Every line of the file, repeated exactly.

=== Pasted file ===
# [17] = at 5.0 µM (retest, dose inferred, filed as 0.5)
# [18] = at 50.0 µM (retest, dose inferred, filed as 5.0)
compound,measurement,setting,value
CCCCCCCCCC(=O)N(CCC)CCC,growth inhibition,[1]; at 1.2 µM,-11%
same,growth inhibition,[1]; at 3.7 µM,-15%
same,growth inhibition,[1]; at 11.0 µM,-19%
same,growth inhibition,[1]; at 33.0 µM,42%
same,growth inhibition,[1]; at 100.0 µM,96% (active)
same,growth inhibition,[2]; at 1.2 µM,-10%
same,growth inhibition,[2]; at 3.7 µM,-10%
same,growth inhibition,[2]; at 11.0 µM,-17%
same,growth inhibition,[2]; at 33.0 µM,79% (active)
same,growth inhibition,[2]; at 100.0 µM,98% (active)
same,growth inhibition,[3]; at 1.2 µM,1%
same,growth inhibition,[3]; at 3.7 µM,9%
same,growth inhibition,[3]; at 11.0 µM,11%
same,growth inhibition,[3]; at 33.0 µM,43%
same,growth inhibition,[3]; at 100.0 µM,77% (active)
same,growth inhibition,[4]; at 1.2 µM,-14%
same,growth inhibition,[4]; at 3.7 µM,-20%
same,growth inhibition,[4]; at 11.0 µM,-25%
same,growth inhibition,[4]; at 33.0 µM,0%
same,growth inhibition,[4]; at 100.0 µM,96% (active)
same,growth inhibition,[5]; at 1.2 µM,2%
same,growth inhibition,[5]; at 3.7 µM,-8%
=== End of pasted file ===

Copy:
# [17] = at 5.0 µM (retest, dose inferred, filed as 0.5)
# [18] = at 50.0 µM (retest, dose inferred, filed as 5.0)
compound,measurement,setting,value
CCCCCCCCCC(=O)N(CCC)CCC,growth inhibition,[1]; at 1.2 µM,-11%
same,growth inhibition,[1]; at 3.7 µM,-15%
same,growth inhibition,[1]; at 11.0 µM,-19%
same,growth inhibition,[1]; at 33.0 µM,42%
same,growth inhibition,[1]; at 100.0 µM,96% (active)
same,growth inhibition,[2]; at 1.2 µM,-10%
same,growth inhibition,[2]; at 3.7 µM,-10%
same,growth inhibition,[2]; at 11.0 µM,-17%
same,growth inhibition,[2]; at 33.0 µM,79% (active)
same,growth inhibition,[2]; at 100.0 µM,98% (active)
same,growth inhibition,[3]; at 1.2 µM,1%
same,growth inhibition,[3]; at 3.7 µM,9%
same,growth inhibition,[3]; at 11.0 µM,11%
same,growth inhibition,[3]; at 33.0 µM,43%
same,growth inhibition,[3]; at 100.0 µM,77% (active)
same,growth inhibition,[4]; at 1.2 µM,-14%
same,growth inhibition,[4]; at 3.7 µM,-20%
same,growth inhibition,[4]; at 11.0 µM,-25%
same,growth inhibition,[4]; at 33.0 µM,0%
same,growth inhibition,[4]; at 100.0 µM,96% (active)
same,growth inhibition,[5]; at 1.2 µM,2%
same,growth inhibition,[5]; at 3.7 µM,-8%